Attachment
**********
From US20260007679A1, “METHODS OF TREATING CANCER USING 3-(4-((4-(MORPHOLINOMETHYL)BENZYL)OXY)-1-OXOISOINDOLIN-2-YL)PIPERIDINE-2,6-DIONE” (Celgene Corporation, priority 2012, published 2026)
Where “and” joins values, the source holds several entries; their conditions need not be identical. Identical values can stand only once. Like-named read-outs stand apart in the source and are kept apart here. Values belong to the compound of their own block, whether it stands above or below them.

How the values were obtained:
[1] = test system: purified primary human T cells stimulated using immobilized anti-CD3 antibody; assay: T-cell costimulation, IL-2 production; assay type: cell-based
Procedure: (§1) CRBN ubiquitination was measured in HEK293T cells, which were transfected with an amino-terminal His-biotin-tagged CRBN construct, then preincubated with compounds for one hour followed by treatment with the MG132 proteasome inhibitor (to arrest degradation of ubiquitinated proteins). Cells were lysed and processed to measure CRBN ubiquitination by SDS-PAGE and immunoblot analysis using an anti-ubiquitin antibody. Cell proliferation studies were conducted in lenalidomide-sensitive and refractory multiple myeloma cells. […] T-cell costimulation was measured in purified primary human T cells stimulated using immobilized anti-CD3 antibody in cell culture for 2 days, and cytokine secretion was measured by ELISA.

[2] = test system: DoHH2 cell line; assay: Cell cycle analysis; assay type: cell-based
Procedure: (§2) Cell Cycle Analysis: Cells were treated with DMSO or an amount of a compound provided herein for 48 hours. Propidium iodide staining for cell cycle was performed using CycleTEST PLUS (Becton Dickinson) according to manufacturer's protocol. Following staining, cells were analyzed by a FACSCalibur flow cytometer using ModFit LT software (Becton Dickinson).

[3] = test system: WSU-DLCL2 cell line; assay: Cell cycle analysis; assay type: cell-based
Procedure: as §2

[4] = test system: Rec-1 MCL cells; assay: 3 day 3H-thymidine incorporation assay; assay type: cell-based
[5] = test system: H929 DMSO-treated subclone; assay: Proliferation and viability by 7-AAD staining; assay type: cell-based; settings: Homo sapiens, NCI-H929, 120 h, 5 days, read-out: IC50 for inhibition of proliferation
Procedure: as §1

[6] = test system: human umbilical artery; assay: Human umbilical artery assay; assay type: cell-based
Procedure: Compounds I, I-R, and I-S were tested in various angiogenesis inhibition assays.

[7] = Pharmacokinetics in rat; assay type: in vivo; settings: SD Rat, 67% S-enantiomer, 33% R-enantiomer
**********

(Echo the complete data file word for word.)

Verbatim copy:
From US20260007679A1, “METHODS OF TREATING CANCER USING 3-(4-((4-(MORPHOLINOMETHYL)BENZYL)OXY)-1-OXOISOINDOLIN-2-YL)PIPERIDINE-2,6-DIONE” (Celgene Corporation, priority 2012, published 2026)
Where “and” joins values, the source holds several entries; their conditions need not be identical. Identical values can stand only once. Like-named read-outs stand apart in the source and are kept apart here. Values belong to the compound of their own block, whether it stands above or below them.

How the values were obtained:
[1] = test system: purified primary human T cells stimulated using immobilized anti-CD3 antibody; assay: T-cell costimulation, IL-2 production; assay type: cell-based
Procedure: (§1) CRBN ubiquitination was measured in HEK293T cells, which were transfected with an amino-terminal His-biotin-tagged CRBN construct, then preincubated with compounds for one hour followed by treatment with the MG132 proteasome inhibitor (to arrest degradation of ubiquitinated proteins). Cells were lysed and processed to measure CRBN ubiquitination by SDS-PAGE and immunoblot analysis using an anti-ubiquitin antibody. Cell proliferation studies were conducted in lenalidomide-sensitive and refractory multiple myeloma cells. […] T-cell costimulation was measured in purified primary human T cells stimulated using immobilized anti-CD3 antibody in cell culture for 2 days, and cytokine secretion was measured by ELISA.

[2] = test system: DoHH2 cell line; assay: Cell cycle analysis; assay type: cell-based
Procedure: (§2) Cell Cycle Analysis: Cells were treated with DMSO or an amount of a compound provided herein for 48 hours. Propidium iodide staining for cell cycle was performed using CycleTEST PLUS (Becton Dickinson) according to manufacturer's protocol. Following staining, cells were analyzed by a FACSCalibur flow cytometer using ModFit LT software (Becton Dickinson).

[3] = test system: WSU-DLCL2 cell line; assay: Cell cycle analysis; assay type: cell-based
Procedure: as §2

[4] = test system: Rec-1 MCL cells; assay: 3 day 3H-thymidine incorporation assay; assay type: cell-based
[5] = test system: H929 DMSO-treated subclone; assay: Proliferation and viability by 7-AAD staining; assay type: cell-based; settings: Homo sapiens, NCI-H929, 120 h, 5 days, read-out: IC50 for inhibition of proliferation
Procedure: as §1

[6] = test system: human umbilical artery; assay: Human umbilical artery assay; assay type: cell-based
Procedure: Compounds I, I-R, and I-S were tested in various angiogenesis inhibition assays.

[7] = Pharmacokinetics in rat; assay type: in vivo; settings: SD Rat, 67% S-enantiomer, 33% R-enantiomer